“The Strange Talent of Luther Strode,” two issues in, is rapidly making creators Justin Jordan and Tradd Moore names to keep an eye on. There’s a good reason for that; this book is strange, but its creators are most definitely talented.
No doubt inspired by the old Charles Atlas advertisements where the skinny weakling learns how to pump up and beat the local bully, Luther Strode is using the Hercules Method book to become super-muscular, stop the bullies, and defend his mother. He’s become super-muscular, but nothing else seems to have gone quite as planned. Jordan has the school bully even more angry than ever, he’s having problems controlling his impulses, his best friend Pete doesn’t seem to truly understand what’s going on, and there’s also that creepy guy who’s connected with the Hercules Method that is starting to actively enter the rest of the story.
Luther’s the character at the heart of the story, and Jordan does a great job of letting us inside his head. We can quickly see Luther’s mixed emotions over his transformation; he’s powerful, he’s able to do all these things, but at the same time we can see how everything is slowly slipping out of his grasp. At the heart of Luther, though, is a sweet kid and it’s that essential core that makes us want Luther to succeed in spite of the slowly strengthening spiral that he’s slipping into.
While Luther’s the core of the book, his new girlfriend Petra is a great addition to the supporting cast. Jordan mentions in the afterword that he “didn’t want to write a trophy character or a woman who was likely to end in a fridge,” and he succeeds at both. Petra’s got a strong personality that drives scenes even more so than Luther, and she’s anything but a damsel in distress. If there was a sequel mini-series involving Petra, just based on these two issues I’d read it. Or, more likely, just want to hang out with the real-life version and be best friends.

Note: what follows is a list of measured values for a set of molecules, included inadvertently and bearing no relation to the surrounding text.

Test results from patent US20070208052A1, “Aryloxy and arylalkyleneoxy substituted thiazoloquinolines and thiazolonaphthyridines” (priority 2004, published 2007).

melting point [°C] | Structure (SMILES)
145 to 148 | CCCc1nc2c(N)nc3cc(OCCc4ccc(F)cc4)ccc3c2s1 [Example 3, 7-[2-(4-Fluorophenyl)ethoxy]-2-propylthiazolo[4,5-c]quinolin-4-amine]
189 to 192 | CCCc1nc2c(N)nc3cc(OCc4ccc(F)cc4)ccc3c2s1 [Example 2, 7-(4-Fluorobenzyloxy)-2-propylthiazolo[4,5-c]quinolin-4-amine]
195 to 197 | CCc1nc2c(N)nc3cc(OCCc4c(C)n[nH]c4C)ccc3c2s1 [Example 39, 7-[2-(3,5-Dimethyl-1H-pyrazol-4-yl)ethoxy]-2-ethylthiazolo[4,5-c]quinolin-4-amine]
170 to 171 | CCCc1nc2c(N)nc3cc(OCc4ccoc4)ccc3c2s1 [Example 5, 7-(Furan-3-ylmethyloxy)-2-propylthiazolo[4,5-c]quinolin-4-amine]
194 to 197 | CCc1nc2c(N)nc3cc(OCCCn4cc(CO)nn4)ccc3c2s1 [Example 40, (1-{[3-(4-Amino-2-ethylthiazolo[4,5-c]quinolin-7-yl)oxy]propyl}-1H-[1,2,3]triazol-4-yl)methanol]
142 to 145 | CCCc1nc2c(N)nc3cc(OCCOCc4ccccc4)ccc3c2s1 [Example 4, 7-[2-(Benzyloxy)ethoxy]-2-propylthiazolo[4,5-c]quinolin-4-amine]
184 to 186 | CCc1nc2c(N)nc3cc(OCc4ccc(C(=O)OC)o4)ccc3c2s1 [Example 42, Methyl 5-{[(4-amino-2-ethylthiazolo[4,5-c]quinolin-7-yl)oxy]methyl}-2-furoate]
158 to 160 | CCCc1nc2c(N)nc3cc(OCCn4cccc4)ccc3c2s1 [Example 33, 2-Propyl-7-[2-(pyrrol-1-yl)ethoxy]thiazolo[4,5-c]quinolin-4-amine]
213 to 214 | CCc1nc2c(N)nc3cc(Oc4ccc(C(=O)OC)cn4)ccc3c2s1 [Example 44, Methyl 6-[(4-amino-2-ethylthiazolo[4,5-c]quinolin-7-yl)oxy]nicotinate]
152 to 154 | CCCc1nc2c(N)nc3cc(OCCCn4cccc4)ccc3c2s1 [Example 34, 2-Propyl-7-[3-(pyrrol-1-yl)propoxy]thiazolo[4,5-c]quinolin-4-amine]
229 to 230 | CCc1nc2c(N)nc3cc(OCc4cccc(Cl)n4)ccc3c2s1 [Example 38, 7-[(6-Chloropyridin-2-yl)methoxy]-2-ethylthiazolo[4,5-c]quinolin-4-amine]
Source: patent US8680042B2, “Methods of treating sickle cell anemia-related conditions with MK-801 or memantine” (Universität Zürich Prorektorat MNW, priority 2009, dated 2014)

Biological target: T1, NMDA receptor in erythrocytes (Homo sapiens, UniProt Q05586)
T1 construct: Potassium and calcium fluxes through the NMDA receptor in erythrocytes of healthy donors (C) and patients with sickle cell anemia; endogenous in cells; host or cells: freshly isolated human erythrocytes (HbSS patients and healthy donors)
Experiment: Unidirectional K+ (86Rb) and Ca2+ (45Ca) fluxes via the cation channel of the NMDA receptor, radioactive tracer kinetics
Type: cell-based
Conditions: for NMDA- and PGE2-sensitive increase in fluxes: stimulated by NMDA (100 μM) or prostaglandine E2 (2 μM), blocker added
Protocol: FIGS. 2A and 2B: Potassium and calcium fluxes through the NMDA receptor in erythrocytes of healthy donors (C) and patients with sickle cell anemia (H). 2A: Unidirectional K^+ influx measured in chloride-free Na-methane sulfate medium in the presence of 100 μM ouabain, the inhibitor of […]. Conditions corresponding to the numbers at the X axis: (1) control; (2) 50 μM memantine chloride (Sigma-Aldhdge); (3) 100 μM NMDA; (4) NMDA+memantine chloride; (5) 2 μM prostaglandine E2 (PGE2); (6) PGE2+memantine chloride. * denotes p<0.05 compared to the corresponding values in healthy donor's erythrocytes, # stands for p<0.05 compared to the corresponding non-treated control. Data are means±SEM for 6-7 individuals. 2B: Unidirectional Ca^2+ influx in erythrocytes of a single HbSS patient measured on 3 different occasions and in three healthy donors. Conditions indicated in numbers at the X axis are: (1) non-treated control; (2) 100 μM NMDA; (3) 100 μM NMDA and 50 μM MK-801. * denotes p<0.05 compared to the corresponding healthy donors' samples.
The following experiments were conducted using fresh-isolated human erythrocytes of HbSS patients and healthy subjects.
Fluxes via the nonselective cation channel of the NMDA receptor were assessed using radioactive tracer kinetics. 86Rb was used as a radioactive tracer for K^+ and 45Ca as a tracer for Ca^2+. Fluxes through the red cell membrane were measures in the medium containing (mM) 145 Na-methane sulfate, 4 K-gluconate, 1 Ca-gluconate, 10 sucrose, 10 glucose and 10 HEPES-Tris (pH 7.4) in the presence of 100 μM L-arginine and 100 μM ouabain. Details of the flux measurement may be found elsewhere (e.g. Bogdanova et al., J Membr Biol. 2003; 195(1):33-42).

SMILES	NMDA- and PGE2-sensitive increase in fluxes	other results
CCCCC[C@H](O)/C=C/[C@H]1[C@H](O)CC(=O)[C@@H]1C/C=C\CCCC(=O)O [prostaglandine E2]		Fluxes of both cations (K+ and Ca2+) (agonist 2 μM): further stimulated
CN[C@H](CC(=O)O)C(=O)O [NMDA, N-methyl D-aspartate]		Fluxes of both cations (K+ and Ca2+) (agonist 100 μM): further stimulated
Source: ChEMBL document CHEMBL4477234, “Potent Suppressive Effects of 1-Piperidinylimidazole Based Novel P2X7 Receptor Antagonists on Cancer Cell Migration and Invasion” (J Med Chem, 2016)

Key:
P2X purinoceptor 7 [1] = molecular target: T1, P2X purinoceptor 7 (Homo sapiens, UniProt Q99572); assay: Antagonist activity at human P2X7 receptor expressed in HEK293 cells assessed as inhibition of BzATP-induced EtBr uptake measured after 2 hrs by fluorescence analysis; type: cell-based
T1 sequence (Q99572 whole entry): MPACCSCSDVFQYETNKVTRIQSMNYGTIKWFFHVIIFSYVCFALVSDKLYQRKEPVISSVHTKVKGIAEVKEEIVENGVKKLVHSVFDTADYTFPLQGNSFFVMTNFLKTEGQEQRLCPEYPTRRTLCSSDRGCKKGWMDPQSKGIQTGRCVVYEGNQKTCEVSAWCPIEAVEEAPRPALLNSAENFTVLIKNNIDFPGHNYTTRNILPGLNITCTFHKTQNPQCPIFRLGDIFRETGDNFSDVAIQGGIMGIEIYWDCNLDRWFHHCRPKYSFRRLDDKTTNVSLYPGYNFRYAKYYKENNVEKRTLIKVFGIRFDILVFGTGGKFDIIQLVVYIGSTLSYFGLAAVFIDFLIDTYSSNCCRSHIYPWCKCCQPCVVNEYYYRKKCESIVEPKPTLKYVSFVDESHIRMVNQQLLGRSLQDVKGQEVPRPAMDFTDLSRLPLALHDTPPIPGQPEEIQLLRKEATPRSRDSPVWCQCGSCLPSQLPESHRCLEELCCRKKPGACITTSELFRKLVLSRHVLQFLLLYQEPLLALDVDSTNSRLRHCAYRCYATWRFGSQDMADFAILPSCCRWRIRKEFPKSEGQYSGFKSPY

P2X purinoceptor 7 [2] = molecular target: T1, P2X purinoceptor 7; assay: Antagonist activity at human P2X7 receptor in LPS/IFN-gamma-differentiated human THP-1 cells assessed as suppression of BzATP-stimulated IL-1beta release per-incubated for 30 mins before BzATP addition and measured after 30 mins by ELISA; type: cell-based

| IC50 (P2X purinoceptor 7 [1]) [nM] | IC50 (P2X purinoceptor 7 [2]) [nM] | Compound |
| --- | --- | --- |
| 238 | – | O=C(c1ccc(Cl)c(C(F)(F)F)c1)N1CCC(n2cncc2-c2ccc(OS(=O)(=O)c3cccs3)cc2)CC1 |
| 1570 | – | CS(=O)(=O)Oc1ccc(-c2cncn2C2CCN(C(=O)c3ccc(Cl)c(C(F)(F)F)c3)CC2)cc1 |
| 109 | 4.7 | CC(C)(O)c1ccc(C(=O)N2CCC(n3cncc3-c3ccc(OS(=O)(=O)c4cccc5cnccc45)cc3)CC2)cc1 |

This new issue of “The Strange Talent of Luther Strode” is creepier than the first, and that’s not only because of Jordan’s script but also Moore’s art. When we first see Luther starting to lose control, it’s scary not just because of the actions that Jordan dreams up, but how Moore draws them so carefully. There’s that look of uncontrollable rage on his face that sets the scene perfectly as things domino all around. While the violence is cartoonish in terms of how over the top it goes, it’s also disturbingly gory. I also like that Moore draws Luther as distinctly stronger than in the first issue — he fills out his t-shirt with muscle, but not in a ridiculous manner — and even the little details like having Luther’s face be more solid are taken into account here. You believe that this guy has become a powerhouse, even before the yoga scene where we get an idea of just how ripped Luther now truly is. And yet, despite it all, Moore still has that awkward gawky charm attached to Luther (like when Petra shows up at the apartment), reminding us that this is still a kid. Moore has fun with Luther’s room, too, in making it that of a teenager and not an adult. I’m sure I’m not the only one who tried to identify all the posters on the walls, if nothing else. (I caught “100 Bullets,” “All-Star Superman,” “Dragon Ball,” “Akira,” “The Iron Giant,” and “The Thing,” but I’m sure I missed at least one.)
“The Strange Talent of Luther Strode” is a third of the way over and I’m loving it. The overall villain hasn’t even directly interacted with Luther yet and he’s immensely disturbing (the apron is a nice touch), and I actually found myself worrying about Luther by the end of the comic. (Then I remembered he’s a fictional character.) This is a gory, awesome, nasty, gripping, crazy, fun comic. It’s by the kind of new voices that comics needs, an energetic infusion of raw talent. Check it out.